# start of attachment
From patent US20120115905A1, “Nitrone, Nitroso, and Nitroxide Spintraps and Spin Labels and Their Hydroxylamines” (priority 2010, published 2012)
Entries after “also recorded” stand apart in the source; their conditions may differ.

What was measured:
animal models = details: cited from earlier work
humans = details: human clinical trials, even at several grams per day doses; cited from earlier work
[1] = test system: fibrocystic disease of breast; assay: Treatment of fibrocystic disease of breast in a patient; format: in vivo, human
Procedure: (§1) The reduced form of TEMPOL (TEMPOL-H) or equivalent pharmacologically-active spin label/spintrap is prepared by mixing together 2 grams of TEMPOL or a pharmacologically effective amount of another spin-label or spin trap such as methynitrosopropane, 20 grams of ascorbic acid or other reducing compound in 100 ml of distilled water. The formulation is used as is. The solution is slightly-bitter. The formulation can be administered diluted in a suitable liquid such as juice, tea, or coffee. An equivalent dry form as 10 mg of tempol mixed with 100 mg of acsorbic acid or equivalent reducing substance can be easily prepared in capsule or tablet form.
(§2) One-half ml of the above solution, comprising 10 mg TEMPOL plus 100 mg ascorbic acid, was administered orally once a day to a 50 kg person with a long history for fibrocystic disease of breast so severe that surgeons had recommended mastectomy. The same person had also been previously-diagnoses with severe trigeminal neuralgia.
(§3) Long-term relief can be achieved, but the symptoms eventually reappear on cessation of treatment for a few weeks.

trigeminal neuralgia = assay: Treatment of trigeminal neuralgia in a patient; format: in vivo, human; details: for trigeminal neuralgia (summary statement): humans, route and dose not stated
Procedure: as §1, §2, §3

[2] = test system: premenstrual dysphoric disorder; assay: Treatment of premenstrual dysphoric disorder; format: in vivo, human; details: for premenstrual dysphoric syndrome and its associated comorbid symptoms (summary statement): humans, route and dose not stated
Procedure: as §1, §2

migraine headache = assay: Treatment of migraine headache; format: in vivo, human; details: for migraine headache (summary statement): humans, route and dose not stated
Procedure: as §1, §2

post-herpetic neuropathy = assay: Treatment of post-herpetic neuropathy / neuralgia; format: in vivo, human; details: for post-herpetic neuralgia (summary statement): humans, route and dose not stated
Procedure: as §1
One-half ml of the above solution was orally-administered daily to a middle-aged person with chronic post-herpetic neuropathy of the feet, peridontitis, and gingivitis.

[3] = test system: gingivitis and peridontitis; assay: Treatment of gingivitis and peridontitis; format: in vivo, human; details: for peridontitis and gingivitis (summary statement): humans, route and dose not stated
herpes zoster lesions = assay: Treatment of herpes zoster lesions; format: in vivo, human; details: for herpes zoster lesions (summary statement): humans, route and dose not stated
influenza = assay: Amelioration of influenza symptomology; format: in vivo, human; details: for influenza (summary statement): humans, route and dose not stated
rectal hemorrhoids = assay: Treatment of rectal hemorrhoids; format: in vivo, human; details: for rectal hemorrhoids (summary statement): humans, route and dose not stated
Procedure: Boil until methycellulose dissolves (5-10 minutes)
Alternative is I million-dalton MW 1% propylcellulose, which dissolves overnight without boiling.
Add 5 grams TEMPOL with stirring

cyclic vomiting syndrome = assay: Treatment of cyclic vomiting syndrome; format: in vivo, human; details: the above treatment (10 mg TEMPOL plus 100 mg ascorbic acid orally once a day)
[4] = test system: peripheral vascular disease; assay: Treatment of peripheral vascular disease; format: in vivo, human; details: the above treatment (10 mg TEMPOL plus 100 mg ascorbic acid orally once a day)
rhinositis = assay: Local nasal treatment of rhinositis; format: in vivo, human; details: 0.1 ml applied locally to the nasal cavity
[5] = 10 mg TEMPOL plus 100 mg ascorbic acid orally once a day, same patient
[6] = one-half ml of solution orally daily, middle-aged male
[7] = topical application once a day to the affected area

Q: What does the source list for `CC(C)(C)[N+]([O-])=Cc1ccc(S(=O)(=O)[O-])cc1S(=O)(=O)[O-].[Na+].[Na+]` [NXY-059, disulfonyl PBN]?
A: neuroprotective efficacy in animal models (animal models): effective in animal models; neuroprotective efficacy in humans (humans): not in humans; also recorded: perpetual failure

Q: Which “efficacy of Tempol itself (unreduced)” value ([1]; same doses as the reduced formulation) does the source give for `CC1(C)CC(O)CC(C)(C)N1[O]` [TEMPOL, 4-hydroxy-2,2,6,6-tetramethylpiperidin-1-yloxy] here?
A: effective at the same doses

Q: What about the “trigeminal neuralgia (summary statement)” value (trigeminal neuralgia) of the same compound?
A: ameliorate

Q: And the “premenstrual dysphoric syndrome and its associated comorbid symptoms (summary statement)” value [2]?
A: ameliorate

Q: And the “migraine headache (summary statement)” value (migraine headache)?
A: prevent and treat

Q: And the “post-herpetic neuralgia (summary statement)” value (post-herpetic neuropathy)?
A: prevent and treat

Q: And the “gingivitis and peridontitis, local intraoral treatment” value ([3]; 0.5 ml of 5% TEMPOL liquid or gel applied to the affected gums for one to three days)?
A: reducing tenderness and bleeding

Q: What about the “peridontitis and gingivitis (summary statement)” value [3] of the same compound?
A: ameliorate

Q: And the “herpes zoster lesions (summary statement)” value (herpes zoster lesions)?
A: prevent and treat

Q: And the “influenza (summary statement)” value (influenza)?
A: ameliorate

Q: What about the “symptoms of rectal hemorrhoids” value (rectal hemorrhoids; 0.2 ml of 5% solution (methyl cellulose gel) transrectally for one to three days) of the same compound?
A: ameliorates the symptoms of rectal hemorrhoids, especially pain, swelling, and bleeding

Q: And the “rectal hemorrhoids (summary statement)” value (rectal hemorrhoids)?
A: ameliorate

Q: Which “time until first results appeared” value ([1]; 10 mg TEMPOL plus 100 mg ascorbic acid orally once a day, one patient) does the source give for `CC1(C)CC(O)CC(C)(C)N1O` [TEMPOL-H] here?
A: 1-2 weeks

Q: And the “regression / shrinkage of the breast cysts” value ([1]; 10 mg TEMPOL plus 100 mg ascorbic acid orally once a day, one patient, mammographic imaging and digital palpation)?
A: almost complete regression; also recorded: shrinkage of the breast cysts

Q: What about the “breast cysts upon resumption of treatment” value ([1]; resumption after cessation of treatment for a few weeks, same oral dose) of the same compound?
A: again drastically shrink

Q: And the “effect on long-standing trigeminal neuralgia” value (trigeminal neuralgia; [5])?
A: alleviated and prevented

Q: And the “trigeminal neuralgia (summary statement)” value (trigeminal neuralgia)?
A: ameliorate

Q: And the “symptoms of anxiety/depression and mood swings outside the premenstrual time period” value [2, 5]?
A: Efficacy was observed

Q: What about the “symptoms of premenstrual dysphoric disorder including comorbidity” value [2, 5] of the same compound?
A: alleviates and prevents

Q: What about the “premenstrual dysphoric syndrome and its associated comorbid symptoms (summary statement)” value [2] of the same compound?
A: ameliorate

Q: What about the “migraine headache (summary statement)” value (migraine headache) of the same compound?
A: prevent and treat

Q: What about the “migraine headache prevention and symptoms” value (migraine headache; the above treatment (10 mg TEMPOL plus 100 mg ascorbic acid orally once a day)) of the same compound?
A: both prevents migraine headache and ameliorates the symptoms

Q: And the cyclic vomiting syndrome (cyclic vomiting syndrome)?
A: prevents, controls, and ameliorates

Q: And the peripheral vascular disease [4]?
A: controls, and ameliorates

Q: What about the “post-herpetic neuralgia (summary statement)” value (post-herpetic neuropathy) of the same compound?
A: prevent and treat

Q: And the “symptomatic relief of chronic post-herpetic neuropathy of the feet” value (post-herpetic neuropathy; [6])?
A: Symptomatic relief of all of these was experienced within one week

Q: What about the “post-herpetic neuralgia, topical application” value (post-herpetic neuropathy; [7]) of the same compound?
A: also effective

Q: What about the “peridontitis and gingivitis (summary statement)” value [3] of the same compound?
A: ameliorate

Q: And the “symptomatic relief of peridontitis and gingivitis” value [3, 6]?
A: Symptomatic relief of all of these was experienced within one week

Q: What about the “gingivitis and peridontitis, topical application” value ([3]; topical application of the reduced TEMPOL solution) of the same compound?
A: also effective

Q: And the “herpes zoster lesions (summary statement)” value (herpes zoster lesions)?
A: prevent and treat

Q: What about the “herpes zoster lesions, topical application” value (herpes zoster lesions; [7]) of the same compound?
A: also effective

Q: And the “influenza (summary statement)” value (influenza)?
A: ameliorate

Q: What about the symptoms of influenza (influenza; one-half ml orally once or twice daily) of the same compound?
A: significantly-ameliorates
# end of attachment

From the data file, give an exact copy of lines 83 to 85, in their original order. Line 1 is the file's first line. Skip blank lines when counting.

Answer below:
A: Symptomatic relief of all of these was experienced within one week

Q: What about the “post-herpetic neuralgia, topical application” value (post-herpetic neuropathy; [7]) of the same compound?
A: also effective